On your commute home, keep your milk sealed and cold in an insulated cooler. Once you get home, freeze your milk (make sure it’s labeled with the date!) and wash the pumping parts thoroughly. As per the Centers for Disease Control and Prevention guidelines, this means:

  • Washing your hands
  • Taking all the parts apart
  • Rinsing each part with running water
  • If hand washing: using a clean brush and a clean wash basin to scrub with hot water and soap, and regularly cleaning the wash basin and brush
  • If dishwashing: putting in the dishwasher (carefully, so as not to let any small parts get lost in the machine) and running in a hot water and heated drying cycle
  • Air-drying very, very thoroughly
  • When they’re dry, sanitizing (this means steaming or boiling) pump parts at least once a day

Tips that all moms should know

  • It gets easier. Just like with breastfeeding, for many women pumping starts out hard and then gets easier as time goes on. This is really important to remember if you find yourself struggling in the early days and wonder if it’s just not meant for you. In those times, it could really help to enlist the aid of a lactation consultant or to ask your healthcare provider for assistance or support.
  • Be your own advocate. If you find out that you don’t have a room or suitable space to pump in, be your own advocate and ask HR for what you need. Sometimes it’s the case that an employer has never been asked about a pumping room before, in which case you’d be doing the other parents in your office a huge favor. Again, to have these conversations before you return is important so the details of where and when you will pump are clear and you don’t face any surprises once you’re back. And once you do return, be stubborn about not skipping pumping breaks or going an extra thirty minutes before pumping because of someone else’s request. Baby needs that milk, and you’ll be uncomfortable or even engorged if you skip pumping sessions. 
  • HR is your friend. Once you’re back on the job and pumping regularly, go to human resources if you have any issues with coworkers, your time, your space, your milk storage – anything! Maybe people keep barging into your pumping area, they aren’t respecting your blocked-off time for pumping, or someone says something that just rubs you the wrong way. A lot of people unfortunately just don’t understand what pumping entails. These are worst-case scenarios that you hopefully won’t have to deal with, especially if your employer is family-friendly and understanding. But if anything like these things come up, be in touch with your HR representative – they’re there to help.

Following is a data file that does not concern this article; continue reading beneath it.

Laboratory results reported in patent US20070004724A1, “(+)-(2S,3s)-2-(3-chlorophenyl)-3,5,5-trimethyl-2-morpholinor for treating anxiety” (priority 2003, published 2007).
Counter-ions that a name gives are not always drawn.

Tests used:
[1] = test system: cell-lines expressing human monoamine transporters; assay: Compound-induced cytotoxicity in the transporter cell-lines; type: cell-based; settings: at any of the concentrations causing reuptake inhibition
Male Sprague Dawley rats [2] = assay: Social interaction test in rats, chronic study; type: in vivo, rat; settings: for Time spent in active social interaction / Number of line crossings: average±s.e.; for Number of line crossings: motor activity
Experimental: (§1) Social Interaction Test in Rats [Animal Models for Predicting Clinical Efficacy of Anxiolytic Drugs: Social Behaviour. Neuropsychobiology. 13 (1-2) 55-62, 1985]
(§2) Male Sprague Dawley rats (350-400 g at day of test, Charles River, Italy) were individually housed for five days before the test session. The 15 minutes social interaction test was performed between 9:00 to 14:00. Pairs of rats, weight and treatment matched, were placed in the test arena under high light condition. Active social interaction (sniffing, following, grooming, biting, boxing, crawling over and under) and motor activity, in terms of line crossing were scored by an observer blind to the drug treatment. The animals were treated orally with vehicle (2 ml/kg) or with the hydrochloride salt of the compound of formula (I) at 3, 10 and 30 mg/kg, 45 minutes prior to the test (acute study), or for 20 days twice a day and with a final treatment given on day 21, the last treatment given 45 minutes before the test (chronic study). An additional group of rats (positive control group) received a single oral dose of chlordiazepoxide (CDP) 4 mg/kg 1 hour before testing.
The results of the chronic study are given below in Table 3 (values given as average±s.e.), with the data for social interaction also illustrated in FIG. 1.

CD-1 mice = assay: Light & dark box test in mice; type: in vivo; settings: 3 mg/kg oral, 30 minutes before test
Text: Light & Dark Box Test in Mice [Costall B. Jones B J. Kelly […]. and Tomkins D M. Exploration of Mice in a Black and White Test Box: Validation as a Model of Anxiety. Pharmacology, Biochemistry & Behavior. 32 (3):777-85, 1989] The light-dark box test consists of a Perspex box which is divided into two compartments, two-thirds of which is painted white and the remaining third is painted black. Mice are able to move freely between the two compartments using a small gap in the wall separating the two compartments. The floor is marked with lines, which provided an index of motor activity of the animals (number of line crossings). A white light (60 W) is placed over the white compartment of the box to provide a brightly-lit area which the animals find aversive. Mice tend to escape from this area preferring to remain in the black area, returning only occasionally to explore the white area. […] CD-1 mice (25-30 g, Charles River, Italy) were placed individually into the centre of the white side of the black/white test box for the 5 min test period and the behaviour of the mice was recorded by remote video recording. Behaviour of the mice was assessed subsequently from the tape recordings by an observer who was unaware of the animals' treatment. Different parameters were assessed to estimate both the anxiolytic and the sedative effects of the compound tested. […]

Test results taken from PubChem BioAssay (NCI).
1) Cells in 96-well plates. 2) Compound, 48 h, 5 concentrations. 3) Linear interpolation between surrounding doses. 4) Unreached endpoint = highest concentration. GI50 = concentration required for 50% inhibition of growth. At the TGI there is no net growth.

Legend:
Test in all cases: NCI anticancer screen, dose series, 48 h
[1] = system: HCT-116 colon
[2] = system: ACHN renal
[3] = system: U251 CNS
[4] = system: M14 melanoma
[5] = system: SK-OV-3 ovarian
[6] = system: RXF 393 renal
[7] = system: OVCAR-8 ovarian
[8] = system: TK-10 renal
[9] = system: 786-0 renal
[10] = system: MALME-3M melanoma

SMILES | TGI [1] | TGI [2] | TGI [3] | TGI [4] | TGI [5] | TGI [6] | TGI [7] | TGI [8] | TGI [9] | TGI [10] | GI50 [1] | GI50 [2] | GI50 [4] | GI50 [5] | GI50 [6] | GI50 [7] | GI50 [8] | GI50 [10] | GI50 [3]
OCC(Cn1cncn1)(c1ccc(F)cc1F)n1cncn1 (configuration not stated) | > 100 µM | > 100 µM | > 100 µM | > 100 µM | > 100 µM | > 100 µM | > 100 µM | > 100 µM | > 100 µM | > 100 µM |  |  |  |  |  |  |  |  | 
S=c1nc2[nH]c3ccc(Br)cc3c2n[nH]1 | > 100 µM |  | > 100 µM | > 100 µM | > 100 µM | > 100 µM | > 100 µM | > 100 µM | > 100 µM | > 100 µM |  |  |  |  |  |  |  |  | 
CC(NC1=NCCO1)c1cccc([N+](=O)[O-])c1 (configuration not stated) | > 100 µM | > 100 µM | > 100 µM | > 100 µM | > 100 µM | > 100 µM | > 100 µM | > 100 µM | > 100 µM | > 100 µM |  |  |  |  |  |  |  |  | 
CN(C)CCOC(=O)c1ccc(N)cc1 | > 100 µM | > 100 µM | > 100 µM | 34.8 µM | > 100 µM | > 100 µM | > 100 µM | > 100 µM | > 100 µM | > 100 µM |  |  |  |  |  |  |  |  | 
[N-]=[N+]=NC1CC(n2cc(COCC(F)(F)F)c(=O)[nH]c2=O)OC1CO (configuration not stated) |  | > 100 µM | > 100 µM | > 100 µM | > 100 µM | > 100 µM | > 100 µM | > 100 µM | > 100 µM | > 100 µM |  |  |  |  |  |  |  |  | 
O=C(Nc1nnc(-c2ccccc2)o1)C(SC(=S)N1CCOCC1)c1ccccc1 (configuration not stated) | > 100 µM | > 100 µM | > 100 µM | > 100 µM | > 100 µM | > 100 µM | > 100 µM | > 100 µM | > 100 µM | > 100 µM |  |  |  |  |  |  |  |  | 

What you can do, right now, to prepare for your return

Whether you plan to return to work next week or next month, here are your next steps for preparing to pump at work.

  • Get the necessary equipment. If you haven’t got a breast pump yet, now is the time to do so. While U.S. law mandates that new moms get free breast pumps through their insurer and some women can get them while pregnant, others won’t ship pumps until after a little one is born. So get the pump you need, as well as any extra accessories you’ll need to safely transport that liquid gold from your workplace to Baby back home – such as ice packs, a soft cooler, and such.
  • Practice pumping at home. If you’ve been exclusively breastfeeding Baby thus far, make some time to get familiar with all of your pumping equipment, since you don’t want to be using it for the first time when you return to work. The more practice you get using it now in the comfort of your home, the better shape you’ll be in when you are doing so at work.
  • Tell your employer your plans. If you’re planning on breastfeeding, make sure that your employer – possibly HR – has provided you with information on where you will pump and what sort of extras – like a fridge or a sink – will be available to you. You should also explain the basics of what breastfeeding will entail to your supervisor before you return to work so that expectations about taking breaks to pump are clear. And make sure to go into these conversations with confidence; you’ve got it under control!
  • Find an office buddy who is also breastfeeding. When you return, team together with any other new moms or pregnant women at your job. You can advocate for each other and if necessary, switch off pumping times so you can cover for each other. If you’re friendly with these folks, you might even be able to start these conversations and share info on pumping at work before your return to work.

It’s not always easy, but breastfeeding while working is doable. Stressful? Yes. Rewarding? Absolutely. The benefits of breastfeeding are enormous, so if you are planning on breastfeeding and going back to work, know that you’ve got this in the bag. The breast pump bag, that is!